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A consumer&#39s view

It was only a matter of time before it happened but nobody wanted to listen to the warnings. South London estate agent Peter Burchell recently remarked about falling yields in the buy-to-let market: “We are finding that more and more people are putting their property on the market to sell or let and they take which ever deal comes first.”

It has been obvious for some time that the London buy-to-let market has overheated and that supply substantially exceeds demand. Rents are falling and if landlords can find a tenant at all, it is at an increasingly depressed rental level. It is only a matter of time before the buy-to-let recession spreads out to commuterland and the rest of the South-east.

But what is worrying is the blithe assumption by these novice landlords that even if they cannot find a tenant, they will be able to sell at a hefty profit on the price they paid. Clearly, this could be true if you have owned a property for five years or more. But the vast majority of buy-to-let sellers – and there will be an ever increasing number of them in the months ahead – will be getting rid of their property because they have to.

If they bought relatively recently with a large loan to value and they are unable to find a tenant prepared to pay sufficient to cover the mortgage costs, then they must sell to protect the deposit they put into the investment and the high costs of buying now. They will find that stamp duty really bites. Negative equity is, once again, a real possibility.

Add to this the massive number of investment properties that have yet to come on to the rental market – the whole of Paddington Basin, most of Imperial Wharf in Chelsea, not to mention hundreds of other new developments – and there could easily be a bloodbath in both the rental and selling market in London.

Interest rates may be low but this will be no consolation to those who see the value of their investment property falling. There could easily be a mad rush for the exit – and don&#39t think it couldn&#39t happen.

Asset prices elsewhere in the economy have suffered dramatic setbacks and there is no reason to think that property is immune. It is all part of what could turn into global deflation.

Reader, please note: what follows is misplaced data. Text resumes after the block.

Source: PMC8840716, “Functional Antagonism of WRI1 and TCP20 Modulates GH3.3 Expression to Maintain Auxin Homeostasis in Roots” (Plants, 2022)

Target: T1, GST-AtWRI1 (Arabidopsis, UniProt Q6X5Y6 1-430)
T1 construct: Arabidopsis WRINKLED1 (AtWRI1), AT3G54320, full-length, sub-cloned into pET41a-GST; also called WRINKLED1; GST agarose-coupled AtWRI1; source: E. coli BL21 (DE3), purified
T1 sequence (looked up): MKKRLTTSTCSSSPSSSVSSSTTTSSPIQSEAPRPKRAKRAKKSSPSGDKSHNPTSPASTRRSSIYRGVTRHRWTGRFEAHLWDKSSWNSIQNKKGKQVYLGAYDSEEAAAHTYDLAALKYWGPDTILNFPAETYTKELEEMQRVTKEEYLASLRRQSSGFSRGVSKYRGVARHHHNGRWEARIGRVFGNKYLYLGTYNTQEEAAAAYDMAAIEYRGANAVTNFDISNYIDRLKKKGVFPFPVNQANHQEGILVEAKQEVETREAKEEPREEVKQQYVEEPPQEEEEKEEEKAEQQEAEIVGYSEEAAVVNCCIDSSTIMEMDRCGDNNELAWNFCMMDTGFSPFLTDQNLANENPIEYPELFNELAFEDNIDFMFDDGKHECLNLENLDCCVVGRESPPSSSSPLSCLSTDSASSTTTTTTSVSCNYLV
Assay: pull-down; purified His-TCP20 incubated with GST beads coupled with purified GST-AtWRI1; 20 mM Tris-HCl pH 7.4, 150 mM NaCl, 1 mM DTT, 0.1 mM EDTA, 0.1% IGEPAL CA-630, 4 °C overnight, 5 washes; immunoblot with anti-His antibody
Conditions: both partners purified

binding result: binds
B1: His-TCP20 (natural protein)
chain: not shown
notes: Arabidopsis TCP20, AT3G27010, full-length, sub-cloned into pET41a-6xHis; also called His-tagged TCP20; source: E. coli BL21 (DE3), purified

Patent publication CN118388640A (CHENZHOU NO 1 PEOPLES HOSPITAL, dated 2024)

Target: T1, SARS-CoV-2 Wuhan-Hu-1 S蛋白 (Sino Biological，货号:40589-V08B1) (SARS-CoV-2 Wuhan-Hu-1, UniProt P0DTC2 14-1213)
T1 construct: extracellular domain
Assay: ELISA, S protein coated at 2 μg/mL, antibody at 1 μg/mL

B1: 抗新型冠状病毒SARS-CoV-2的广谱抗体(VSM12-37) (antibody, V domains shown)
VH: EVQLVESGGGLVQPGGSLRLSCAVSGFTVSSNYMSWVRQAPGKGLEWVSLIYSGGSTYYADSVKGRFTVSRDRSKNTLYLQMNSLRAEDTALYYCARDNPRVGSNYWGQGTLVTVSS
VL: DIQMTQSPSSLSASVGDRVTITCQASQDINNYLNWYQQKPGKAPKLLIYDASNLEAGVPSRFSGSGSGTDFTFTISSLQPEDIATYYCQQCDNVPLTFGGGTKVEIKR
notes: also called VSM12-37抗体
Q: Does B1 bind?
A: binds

Even the International Monetary Fund which oversees the world&#39s financial institutions and economies is starting to get worried. As one expert described the IMF&#39s recent World Economic Report: “It is a picture of a global economy, stacked precariously like a house of cards waiting for a hit from just one more morsel of economic misery to bring on a global recession.” War with Iraq could be just that hit.

Deflation is now a very real possibility and there are some – admittedly few – pundits who believe we now face the possibility of the worst recession since the 1930s. The economic problems suffered by Japan over the past decade have widely been regarded as the exception. But economists are at last beginning to admit that we might all be going down a similar path.

If share prices do not recover fairly swiftly, how solvent are our life companies? Have the banks really written off all the loans they know will not be repaid or are they just whistling in the dark to keep their spirits up and not revealing the full extent of their bad debts to shareholders? How many more Enrons and Worldcoms will emerge?

This is all very bad news both for individuals and for their advisers. If buy to let goes the way of share prices, where can investors go for a secure, reasonable return on their money? If the answer is, as seems obvious, gilts and cash deposits, how will IFAs survive in this new investment climate?

You do not earn much commission by singing the praises of compound interest but that is the reality with which investors and their advisers have got to learn to live. The much opposed proposals to switch to a fee-based advice service could prove to be a blessing in disguise.


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